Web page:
A £20 million project to make the drinking water network in the city and beyond more resilient is more than a third complete.
Scottish Water has installed just over 4 km – out of total 12 km – of brand new mains in the southern part of the city which supplies much of Edinburgh and parts of West Lothian.
The investment will allow customers to be supplied from two different locations – Glencorse and Marchbank Water Treatment Works - making it less likely that they are left without water.
The extended network will also have the capacity to link to other existing and future water supplies across parts of the south of Scotland. It will ensure Scottish Water can provide its customers in Scotland’s capital city, including a growing number of households and businesses, with fresh water around the clock.
The network expansion across part of the Pentland Hills – some of it visible from the city bypass and the A702 near Hillend - has included working in areas where World War One training trenches were constructed. Work is also being carried out in part of the Swanston Conservation Area where any work taking place in April and July requires extra care and consideration due to lambing season and ground nesting birds.
There are a number of burns and streams which run nearby the planned route and all the work being carried out in these areas will take account of salmon spawning season, about which Scottish Water continues to liaise with SEPA.
Within the Pentland Hills Regional Park, Dreghorn Woods has been designated by Woodland Trust Scotland as a First World War Centenary Wood. The park must be kept open to the public at all times during construction and measures have been taken to allow the public continued access to the park.
Park users have praised Scottish Water and our Alliance Partner Caledonia Water Alliance (CWA) – which is carrying out the work - for the care and attention taken to keep access open in areas where pipes are being laid. Mrs Gillian Brydon, a local businesswoman, got in touch with Scottish Water to say she was “delighted” the route she walked with her dog remained open despite pipes being laid there.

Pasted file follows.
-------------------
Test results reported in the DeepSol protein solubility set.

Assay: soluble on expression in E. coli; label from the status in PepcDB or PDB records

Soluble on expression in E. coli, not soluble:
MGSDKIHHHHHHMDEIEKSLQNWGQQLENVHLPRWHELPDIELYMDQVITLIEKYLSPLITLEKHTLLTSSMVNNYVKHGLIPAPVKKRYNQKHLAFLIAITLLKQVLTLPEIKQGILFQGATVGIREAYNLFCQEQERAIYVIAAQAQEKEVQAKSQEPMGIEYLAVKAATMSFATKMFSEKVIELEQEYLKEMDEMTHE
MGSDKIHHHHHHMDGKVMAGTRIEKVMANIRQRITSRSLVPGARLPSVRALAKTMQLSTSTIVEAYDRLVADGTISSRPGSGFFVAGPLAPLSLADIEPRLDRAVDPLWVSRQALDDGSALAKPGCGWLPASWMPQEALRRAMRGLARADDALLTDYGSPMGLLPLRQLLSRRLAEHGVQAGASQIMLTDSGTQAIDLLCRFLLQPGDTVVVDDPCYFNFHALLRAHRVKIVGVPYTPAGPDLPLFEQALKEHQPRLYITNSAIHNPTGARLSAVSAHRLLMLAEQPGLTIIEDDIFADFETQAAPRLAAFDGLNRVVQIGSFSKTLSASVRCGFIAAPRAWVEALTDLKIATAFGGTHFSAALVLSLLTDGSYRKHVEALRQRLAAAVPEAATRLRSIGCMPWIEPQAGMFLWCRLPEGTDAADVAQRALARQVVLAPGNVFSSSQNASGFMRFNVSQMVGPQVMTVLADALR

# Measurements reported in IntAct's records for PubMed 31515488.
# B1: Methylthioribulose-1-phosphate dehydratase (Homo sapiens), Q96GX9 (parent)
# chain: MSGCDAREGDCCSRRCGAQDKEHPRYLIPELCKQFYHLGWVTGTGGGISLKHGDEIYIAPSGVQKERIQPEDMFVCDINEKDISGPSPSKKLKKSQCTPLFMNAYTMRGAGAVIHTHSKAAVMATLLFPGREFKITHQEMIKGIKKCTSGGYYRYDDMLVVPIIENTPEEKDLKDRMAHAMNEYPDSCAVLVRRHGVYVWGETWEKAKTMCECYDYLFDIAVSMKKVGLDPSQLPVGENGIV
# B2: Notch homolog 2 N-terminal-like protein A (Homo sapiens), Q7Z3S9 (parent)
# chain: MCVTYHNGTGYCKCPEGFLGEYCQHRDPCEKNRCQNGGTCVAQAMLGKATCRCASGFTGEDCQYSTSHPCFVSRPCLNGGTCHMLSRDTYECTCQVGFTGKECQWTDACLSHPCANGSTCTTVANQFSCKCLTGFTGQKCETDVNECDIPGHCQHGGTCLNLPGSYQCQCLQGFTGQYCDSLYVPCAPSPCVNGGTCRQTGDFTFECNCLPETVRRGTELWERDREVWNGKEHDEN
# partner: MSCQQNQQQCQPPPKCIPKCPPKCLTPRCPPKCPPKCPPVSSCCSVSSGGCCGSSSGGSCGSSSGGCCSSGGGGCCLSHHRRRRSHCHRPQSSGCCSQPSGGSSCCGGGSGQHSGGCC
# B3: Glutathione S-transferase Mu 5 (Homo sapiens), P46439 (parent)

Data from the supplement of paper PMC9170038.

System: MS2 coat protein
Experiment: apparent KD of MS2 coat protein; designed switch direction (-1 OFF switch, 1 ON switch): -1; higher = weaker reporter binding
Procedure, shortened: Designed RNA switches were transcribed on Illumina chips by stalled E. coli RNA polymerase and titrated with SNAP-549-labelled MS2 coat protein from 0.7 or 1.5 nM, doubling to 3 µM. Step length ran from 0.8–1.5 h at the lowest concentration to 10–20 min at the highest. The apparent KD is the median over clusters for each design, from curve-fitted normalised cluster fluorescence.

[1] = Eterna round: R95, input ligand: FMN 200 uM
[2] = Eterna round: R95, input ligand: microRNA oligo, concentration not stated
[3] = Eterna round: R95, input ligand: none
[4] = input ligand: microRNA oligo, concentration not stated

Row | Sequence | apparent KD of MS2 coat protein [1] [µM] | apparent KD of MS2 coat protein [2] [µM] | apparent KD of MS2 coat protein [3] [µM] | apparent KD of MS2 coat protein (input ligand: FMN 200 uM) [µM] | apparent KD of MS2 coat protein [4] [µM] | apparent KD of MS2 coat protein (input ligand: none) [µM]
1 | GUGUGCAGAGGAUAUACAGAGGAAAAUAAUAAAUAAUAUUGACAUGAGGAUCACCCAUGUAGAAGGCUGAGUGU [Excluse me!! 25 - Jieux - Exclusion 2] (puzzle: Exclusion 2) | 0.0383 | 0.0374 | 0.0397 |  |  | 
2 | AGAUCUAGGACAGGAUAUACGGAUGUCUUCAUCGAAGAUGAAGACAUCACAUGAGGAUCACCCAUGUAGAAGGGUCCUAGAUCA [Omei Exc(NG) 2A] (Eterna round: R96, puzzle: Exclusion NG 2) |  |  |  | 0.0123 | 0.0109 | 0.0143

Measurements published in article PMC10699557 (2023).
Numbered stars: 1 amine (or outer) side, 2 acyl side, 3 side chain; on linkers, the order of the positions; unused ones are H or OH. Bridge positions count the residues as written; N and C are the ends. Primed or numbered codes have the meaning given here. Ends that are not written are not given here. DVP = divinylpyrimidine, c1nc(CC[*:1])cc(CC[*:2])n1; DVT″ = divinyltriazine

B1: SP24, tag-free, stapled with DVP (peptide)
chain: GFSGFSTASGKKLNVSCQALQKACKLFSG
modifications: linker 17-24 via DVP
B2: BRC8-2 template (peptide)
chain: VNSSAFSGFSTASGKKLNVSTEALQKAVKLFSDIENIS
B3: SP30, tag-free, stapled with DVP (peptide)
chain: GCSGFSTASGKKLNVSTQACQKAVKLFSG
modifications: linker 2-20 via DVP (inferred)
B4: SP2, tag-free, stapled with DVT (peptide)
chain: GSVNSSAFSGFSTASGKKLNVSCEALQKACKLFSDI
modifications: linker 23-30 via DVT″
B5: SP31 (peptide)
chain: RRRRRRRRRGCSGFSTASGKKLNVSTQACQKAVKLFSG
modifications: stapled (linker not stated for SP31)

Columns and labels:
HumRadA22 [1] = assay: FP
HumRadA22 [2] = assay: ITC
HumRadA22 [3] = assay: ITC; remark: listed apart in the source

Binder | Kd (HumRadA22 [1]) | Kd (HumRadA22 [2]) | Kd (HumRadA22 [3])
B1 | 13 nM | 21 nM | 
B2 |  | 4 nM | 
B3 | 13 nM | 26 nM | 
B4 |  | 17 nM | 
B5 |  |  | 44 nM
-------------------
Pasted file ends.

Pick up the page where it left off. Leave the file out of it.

Another Edinburgh resident, who owns horses in the Swanston area, also praised the delivery team for ensuring the temporary signs and notices put up in the area were secure and did not move or flap about, cregeating noises which could frighten horses.
The work includes single and twin pipes – all of which are bright blue and visible on areas of land across the area - being laid to connect Marchbank Water Treatment Works near Balerno and Glencorse Water Treatment Works, south of the city.
Completion dates and challenges
It is hoped the pipework will be completed by the end of summer after which the area will be reinstated, with the work due to be completed by the end of the year.
One of the biggest challenges for the team on the ground has been working under the High Voltage Powerlines which cross and follow much of the route of the pipeline. CWA arranged overhead cable posts along the working area and height restrictors to be fitted to machinery to minimise the risk of overhead cable strikes while construction works are underway.
Project Manager James Kerr, of CWA, said: “We are making good progress with pipe laying activities and are working closely with people who live, work or visit the areas where we are working and make every effort to cause as little disruption as possible.
“Many walkers in the area have said they are pleased the work has not restricted their activities due to the amount of crossing points we have put in alongside the pipeline.”
Scottish Water has liaised extensively with landowners and businesses as well as a range of organisations including Pentland Hills Regional Park and Edinburgh City Council. One example is how the utility has worked with Bonaly Primary School to ensure disruption, including noise or heavy load traffic, is kept to a minimum during busy periods.
Scottish Water’s Director of Capital Investment, Mark Dickson, said: “This major investment will make the drinking water supply in Scotland’s capital and a number of areas nearby far more resilient.
“We have been mindful of the number of people impacted by this – including landowners, local businesses and walkers – and thank everyone for their patience and understanding while work is carried out.”
More than 170,000 people – residents and businesses – in Edinburgh and West Lothian will benefit from this investment in their drinking water network.
Scottish Water is committed to minimising disruption and will keep residents, businesses, landowners and land users – including hill walkers using the Pentland Hills – notified of where the work is being carried out and any diversions in place.
This project is over and above a £29.5 million investment programme of works by Scottish Water to improve Edinburgh’s water and wastewater systems.
Marchbank Water Treatment Works takes water from Megget Reservoir – 28 miles away in the Borders – and makes it safe for our customers to use. It uses an ultramodern Dissolved Air Flotation (DAF) process which allows raw water to be treated to a much better standard.
Glencorse Water Treatment Works supplies water to up to 450,000 customers across Edinburgh and parts of Midlothian, with the capacity to provide up to 175 million litres of water every day.